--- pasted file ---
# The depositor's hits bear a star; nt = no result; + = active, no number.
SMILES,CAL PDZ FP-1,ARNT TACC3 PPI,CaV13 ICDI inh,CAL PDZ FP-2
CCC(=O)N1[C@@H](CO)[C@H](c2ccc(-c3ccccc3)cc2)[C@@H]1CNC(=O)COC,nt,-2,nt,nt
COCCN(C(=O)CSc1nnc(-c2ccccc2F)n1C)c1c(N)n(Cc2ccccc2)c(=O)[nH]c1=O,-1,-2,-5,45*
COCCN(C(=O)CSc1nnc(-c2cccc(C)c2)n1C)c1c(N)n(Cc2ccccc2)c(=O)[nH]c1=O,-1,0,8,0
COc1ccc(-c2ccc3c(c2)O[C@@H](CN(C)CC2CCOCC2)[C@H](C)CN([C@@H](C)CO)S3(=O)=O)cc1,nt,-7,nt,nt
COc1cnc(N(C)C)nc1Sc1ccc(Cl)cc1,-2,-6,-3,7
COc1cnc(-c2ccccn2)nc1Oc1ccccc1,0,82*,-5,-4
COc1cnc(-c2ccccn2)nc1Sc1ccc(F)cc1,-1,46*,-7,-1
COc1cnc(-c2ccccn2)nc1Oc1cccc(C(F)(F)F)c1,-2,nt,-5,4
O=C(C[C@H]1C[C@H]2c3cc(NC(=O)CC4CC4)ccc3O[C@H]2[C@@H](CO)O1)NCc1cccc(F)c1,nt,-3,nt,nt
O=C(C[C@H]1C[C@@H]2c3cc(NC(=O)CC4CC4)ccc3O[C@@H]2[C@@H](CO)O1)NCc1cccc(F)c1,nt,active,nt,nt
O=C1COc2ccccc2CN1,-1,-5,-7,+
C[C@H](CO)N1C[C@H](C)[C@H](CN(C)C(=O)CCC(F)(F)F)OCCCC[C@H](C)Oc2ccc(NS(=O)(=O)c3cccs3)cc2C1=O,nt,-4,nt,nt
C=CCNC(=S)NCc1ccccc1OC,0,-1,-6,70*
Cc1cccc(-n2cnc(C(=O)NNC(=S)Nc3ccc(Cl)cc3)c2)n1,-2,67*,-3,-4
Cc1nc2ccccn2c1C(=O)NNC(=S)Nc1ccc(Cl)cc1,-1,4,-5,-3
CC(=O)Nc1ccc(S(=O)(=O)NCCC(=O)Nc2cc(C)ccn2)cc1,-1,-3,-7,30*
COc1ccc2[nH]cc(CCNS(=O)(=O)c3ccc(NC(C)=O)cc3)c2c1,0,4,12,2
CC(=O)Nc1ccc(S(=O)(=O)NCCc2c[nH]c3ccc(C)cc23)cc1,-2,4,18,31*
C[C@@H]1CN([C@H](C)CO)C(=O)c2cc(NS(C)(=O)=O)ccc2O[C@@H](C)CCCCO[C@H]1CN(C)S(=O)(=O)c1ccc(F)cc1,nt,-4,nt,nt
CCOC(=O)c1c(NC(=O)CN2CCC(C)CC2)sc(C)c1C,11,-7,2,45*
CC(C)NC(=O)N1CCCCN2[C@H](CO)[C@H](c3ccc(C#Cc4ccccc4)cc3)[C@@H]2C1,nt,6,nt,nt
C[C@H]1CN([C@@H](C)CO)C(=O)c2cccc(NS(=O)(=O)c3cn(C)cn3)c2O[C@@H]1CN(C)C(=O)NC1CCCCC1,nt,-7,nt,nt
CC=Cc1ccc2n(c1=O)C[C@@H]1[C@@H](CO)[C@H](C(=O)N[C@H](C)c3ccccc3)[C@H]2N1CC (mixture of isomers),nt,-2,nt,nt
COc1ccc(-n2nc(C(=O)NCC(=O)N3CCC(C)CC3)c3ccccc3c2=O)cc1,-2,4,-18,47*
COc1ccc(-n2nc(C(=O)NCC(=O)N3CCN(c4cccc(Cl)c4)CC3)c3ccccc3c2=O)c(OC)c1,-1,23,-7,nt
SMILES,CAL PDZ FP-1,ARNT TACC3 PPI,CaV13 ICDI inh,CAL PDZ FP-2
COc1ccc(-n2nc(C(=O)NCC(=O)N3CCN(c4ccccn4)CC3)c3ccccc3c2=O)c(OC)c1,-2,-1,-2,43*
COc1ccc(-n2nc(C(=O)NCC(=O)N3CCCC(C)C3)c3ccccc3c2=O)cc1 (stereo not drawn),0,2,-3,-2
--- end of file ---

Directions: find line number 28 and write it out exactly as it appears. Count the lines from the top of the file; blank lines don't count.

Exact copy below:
SMILES,CAL PDZ FP-1,ARNT TACC3 PPI,CaV13 ICDI inh,CAL PDZ FP-2